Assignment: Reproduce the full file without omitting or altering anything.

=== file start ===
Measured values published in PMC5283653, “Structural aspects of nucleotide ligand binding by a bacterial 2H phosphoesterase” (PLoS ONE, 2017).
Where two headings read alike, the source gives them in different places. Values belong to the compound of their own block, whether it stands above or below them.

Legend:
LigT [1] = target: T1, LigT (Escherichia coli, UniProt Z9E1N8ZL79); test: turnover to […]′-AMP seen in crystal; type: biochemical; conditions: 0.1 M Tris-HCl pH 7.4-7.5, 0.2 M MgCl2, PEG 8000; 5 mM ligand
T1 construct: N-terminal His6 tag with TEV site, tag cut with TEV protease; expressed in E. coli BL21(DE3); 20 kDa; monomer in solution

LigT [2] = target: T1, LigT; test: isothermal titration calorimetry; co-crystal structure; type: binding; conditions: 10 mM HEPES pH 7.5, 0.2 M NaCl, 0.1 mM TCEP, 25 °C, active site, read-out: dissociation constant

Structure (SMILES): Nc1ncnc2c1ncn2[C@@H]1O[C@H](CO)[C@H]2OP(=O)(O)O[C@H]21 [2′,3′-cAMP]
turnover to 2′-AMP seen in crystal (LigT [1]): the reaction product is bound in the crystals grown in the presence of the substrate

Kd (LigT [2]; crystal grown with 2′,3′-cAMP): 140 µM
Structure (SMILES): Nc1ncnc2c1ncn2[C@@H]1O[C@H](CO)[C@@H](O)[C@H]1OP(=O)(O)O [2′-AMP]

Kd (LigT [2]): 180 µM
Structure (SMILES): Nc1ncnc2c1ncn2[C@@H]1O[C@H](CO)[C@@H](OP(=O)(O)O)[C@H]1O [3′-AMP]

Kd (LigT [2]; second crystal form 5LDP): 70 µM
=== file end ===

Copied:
Measured values published in PMC5283653, “Structural aspects of nucleotide ligand binding by a bacterial 2H phosphoesterase” (PLoS ONE, 2017).
Where two headings read alike, the source gives them in different places. Values belong to the compound of their own block, whether it stands above or below them.

Legend:
LigT [1] = target: T1, LigT (Escherichia coli, UniProt Z9E1N8ZL79); test: turnover to […]′-AMP seen in crystal; type: biochemical; conditions: 0.1 M Tris-HCl pH 7.4-7.5, 0.2 M MgCl2, PEG 8000; 5 mM ligand
T1 construct: N-terminal His6 tag with TEV site, tag cut with TEV protease; expressed in E. coli BL21(DE3); 20 kDa; monomer in solution

LigT [2] = target: T1, LigT; test: isothermal titration calorimetry; co-crystal structure; type: binding; conditions: 10 mM HEPES pH 7.5, 0.2 M NaCl, 0.1 mM TCEP, 25 °C, active site, read-out: dissociation constant

Structure (SMILES): Nc1ncnc2c1ncn2[C@@H]1O[C@H](CO)[C@H]2OP(=O)(O)O[C@H]21 [2′,3′-cAMP]
turnover to 2′-AMP seen in crystal (LigT [1]): the reaction product is bound in the crystals grown in the presence of the substrate

Kd (LigT [2]; crystal grown with 2′,3′-cAMP): 140 µM
Structure (SMILES): Nc1ncnc2c1ncn2[C@@H]1O[C@H](CO)[C@@H](O)[C@H]1OP(=O)(O)O [2′-AMP]

Kd (LigT [2]): 180 µM
Structure (SMILES): Nc1ncnc2c1ncn2[C@@H]1O[C@H](CO)[C@@H](OP(=O)(O)O)[C@H]1O [3′-AMP]

Kd (LigT [2]; second crystal form 5LDP): 70 µM